ACS's improper use of the evidence of prior bad acts at trial in this case highlights the gravity of the superior court's error in denying Conley's motion in limine. ACS stated during closing arguments, “Mr. Conley really was an accident waiting to happen. Mr. Conley is somebody who would do this.” This is a clear case of using evidence of prior bad acts to establish propensity and then argue that a litigant has acted in conformance therewith. Indeed, it is hard to imagine a clearer example than stating that a litigant “is somebody who would do this.” The superior court's failure to issue a limiting instruction sua sponte would constitute plain error if it were fairly raised to this court on appeal.30 Even if Conley's appellate brief in this case does not fairly raise a plain-error argument, ACS's improper use of the evidence at trial confirms what was true in this case from the outset: This evidence had such high potential for prejudice and such low probative value of any non-propensity purpose that the evidence should have been excluded following Conley's motion in limine. And when the superior court admitted the evidence, the superior court had a duty to carefully delineate the purposes for which the evidence could be used and to enforce those limitations through appropriate orders and instructions. Failure to do so compounded the reversible error of admission.
For these reasons, I respectfully dissent. I would reverse and remand for a new trial.
1. Marina Conley, his wife, joined him in bringing suit.
2. See Alaska R. Evid. 402 (“Evidence which is not relevant is not admissible.”); cf. Alaska R. Evid. 401 (“Relevant evidence means evidence having any tendency to make the existence of any fact that is of consequence to the determination of the action more probable or less probable than it would be without the evidence .”).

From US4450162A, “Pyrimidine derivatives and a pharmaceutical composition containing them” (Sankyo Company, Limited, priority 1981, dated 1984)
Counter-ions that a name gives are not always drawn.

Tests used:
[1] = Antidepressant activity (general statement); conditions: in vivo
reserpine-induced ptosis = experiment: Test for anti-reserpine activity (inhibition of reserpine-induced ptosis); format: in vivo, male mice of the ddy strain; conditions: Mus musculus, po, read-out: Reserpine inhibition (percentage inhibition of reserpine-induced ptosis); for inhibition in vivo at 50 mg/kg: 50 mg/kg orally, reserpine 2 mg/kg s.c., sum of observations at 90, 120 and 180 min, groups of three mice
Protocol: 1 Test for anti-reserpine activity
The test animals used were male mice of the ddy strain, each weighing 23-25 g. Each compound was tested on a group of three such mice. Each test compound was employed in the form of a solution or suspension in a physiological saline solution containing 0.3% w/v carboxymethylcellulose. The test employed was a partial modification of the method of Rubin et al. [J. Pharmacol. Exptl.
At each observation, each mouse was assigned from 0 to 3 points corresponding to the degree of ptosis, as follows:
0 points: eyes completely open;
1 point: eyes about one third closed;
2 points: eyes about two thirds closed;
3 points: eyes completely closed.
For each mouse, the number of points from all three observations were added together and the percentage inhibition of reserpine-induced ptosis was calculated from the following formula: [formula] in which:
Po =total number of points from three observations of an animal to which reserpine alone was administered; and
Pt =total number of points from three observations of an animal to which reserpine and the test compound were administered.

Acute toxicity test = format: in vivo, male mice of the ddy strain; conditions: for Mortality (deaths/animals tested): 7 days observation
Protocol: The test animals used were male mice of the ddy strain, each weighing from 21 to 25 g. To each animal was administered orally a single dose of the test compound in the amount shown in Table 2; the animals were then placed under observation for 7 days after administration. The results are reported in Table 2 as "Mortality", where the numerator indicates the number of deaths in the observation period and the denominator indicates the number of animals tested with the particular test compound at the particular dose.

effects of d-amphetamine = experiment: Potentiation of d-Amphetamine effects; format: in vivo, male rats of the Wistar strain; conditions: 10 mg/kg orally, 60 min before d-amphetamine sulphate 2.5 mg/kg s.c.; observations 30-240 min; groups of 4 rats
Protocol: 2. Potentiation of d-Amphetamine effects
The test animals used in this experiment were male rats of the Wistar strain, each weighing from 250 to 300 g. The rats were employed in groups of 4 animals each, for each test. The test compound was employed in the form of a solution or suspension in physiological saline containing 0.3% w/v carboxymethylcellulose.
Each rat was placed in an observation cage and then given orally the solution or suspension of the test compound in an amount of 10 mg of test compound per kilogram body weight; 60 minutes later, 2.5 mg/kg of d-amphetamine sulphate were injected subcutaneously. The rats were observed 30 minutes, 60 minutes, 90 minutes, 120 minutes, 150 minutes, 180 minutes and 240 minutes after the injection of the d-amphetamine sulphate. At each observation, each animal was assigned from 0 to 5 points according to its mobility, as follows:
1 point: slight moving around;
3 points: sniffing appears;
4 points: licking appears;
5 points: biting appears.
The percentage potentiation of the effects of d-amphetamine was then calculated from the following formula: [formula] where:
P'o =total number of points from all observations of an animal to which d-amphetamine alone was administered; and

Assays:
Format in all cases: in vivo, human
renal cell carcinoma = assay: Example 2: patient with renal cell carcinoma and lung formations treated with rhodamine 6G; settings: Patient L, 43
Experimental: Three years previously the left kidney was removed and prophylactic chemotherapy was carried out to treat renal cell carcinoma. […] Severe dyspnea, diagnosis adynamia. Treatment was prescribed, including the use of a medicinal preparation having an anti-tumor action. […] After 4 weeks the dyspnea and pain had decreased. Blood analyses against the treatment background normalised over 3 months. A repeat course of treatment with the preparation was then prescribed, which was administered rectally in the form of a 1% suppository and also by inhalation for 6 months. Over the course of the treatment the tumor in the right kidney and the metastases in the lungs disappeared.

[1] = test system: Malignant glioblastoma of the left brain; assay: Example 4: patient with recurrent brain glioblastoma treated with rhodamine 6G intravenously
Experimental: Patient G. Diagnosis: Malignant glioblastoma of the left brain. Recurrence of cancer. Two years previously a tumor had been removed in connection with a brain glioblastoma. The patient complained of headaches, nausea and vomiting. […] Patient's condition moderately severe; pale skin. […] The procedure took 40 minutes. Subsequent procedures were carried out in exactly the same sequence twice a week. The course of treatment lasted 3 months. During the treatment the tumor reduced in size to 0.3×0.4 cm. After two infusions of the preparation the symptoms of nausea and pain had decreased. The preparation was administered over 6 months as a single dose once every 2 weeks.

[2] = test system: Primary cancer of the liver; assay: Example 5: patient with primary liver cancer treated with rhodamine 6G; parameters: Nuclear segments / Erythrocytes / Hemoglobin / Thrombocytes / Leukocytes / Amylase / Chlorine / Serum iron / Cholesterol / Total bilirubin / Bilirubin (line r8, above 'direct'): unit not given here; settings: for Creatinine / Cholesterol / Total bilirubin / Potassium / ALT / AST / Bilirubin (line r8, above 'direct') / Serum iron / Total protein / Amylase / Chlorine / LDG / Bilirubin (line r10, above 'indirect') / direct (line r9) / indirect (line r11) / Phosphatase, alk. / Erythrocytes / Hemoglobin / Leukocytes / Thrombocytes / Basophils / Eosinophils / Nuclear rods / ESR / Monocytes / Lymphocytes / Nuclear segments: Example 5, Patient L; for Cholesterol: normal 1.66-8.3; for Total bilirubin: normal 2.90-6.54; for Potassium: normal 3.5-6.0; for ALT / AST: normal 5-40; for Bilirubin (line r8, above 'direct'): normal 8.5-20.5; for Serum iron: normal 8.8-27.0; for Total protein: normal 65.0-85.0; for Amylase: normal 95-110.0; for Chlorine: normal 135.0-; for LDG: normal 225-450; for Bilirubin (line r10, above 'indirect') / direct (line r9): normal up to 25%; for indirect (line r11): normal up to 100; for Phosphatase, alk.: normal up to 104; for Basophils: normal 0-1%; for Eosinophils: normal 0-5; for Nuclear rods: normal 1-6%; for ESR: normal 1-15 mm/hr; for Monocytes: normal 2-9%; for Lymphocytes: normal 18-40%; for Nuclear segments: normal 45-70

3. See Alaska R. Evid. 404(b)(1) (“Evidence of other ․ acts is not admissible if the sole purpose for offering the evidence is to prove the character of a person in order to show that the person acted in conformity therewith.”) (emphasis added).
4. See Alaska R. Evid. 403 (“Although relevant, evidence may be excluded if its probative value is outweighed by the danger of unfair prejudice, confusion of the issues, or misleading the jury, or by considerations of undue delay, waste of time, or needless presentation of cumulative evidence.”).
5. See Alaska R. Civ. P. 52(a) (“Findings of fact and conclusions of law are unnecessary on decisions of motions ․ except as provided in Rule 41(b).”).
6. Cf. supra note 3.
7. See, e.g., Hoekzema v. State, 193 P.3d 765, 771 (Alaska App .2008) (“[The judge] offered no explanation for his ruling. We therefore presume that the judge adopted the prosecutor's argument․”).
8. See Alaska R. Evid. 105:When evidence which is admissible as to one party or for one purpose but not admissible as to another party or for another purpose is admitted, the court, upon request, shall restrict the evidence to its proper scope and instruct the jury accordingly. In cases tried to a jury, evidence inadmissible as to one party shall not be admitted as to other parties until the court has made all reasonable efforts to effectively delete all references to the parties as to whom it is inadmissible.(Emphasis added.)
9. “We review a trial court's rulings on a motion in limine according to the underlying relief sought in the motion.” Heynen v. Fairbanks, 293 P.3d 470, 474 (Alaska 2013). The relief sought in Conley's motion in limine—preclusion of evidence—generally calls for abuse of discretion review. Id. (citing State v. Doyle, 735 P.2d 733, 739–40 (Alaska 1987). But whether the trial court “applie[s] the correct legal standard is a question of law to which we apply our independent judgment.” Ayulak v. Red Oaks Assisted Living, Inc., 201 P.3d 1183, 1194 (Alaska 2009).